While the traditional radio ad revenue picture looks bleak, digital radio expenditures actually jumped 13% during Q1 of this year. Of course, that doesn't make up for the 24% decline in total radio ad revenue during the same period, but it says a great deal about changing tides.
As Jeff Haley noted, "Radio's digital platforms are experiencing the greatest growth and are reflective of the dollar shift from media to marketing by many of today's advertisers."
That's great news, as far as advertisers go. But how can radio better develop strategies that work effectively for advertisers and audience - the two constituencies that really matter.
In a recent interview with RBR, Bob Pittman was asked about how and where radio broadcasters should be investing in the digital arena. His response?
"Well, I wouldn't tell anyone to have faith. I would tell them to watch the consumer. To watch the consumer. Ultimately, the consumer is always right, so give the consumers what they want. Two, rethink and challenge the way you operate and do it from ground zero. Okay, we are in a time of technology, enormous technology that didn't exist even 10 years ago, 15 years ago. Rethink how you deliver what you do and how you operate your business. I think they'll find that they have new revenue sources and they have lower costs and they have quicker decisions and more innovation if they'll do that as well."
While the digital opportunity is right in front of our faces, the strategies that made radio a viable business during the past 50 years need to be modified, rethought, recast. Radio needs research and it needs a plan. Continuing to operate the way we have is not going to adequately address listener and client needs, and radio will miss the digital bus and stay at (or below) that lousy 7% line that Mel always complained about.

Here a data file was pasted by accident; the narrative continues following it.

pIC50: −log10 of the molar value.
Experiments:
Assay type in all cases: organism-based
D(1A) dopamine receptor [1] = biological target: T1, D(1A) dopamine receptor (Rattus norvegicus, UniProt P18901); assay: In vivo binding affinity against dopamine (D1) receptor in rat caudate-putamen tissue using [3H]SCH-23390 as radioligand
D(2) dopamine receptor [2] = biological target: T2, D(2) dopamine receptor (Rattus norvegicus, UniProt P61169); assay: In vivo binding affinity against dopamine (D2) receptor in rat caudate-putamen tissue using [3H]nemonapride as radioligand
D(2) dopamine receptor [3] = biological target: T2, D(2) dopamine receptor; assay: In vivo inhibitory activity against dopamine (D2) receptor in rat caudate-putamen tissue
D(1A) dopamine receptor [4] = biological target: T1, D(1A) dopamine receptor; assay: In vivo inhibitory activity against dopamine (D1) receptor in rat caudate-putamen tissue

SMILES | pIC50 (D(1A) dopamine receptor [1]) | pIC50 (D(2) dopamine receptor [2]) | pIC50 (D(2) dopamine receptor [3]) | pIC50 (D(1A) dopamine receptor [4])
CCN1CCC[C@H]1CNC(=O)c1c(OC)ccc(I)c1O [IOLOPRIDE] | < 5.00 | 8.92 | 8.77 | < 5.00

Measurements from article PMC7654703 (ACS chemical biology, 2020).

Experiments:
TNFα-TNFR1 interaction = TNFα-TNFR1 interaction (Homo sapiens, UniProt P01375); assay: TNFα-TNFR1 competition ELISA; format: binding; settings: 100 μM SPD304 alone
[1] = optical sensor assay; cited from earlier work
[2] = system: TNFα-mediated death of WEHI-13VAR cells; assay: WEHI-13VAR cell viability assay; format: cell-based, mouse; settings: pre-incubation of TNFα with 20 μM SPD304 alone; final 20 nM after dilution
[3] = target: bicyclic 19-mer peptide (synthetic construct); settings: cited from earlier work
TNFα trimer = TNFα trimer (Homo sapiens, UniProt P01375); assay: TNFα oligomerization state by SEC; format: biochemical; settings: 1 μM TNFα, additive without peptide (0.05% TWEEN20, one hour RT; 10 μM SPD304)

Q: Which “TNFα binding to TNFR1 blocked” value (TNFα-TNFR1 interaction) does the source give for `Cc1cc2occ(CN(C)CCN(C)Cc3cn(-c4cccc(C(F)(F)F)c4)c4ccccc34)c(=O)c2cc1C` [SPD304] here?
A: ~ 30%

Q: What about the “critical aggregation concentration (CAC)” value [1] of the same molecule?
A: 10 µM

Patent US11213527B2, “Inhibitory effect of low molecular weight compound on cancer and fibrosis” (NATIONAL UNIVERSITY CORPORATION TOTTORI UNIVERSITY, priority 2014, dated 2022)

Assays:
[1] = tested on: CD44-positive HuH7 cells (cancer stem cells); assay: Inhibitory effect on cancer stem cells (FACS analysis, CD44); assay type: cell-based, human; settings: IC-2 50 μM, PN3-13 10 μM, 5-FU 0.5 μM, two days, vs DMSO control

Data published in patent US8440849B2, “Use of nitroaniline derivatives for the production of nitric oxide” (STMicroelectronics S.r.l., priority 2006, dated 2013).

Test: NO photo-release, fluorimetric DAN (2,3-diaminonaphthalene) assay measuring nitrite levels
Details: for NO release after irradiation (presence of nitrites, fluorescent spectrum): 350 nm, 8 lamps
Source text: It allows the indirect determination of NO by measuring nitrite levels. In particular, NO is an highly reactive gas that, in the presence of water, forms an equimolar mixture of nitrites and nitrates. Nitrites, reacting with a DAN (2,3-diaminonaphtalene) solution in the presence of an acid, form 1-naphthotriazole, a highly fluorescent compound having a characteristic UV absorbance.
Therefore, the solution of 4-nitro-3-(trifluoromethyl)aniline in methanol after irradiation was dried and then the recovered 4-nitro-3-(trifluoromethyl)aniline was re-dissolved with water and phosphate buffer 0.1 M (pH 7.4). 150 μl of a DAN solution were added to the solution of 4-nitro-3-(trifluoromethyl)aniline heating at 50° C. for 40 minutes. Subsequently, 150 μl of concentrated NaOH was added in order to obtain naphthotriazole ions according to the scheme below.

Radio needs to start intelligently surveying consumers. We continue to spend money researching which songs are burned and which DJs are familiar. But what level of investment is being devoted to truly gaining an understanding of the consumer? Is it that important to find out whether Z93 is the concert station? Or is it more germane to comprehend where the audience is going to satisfy their music, talk, entertainment, and information needs - and how radio can provide a unique, compelling product in this digital landscape.
It's time to go back to school. Read Seth Godin's Meatball Sundae. Invest in research - and it doesn't have to be grandiose. Our Technology Polls, utilizing listener databases, have cost stations $500 each year, and have provided data that radio operators need to see. There's no reason why this model could not be expanded to include hundreds of stations, representing all formats.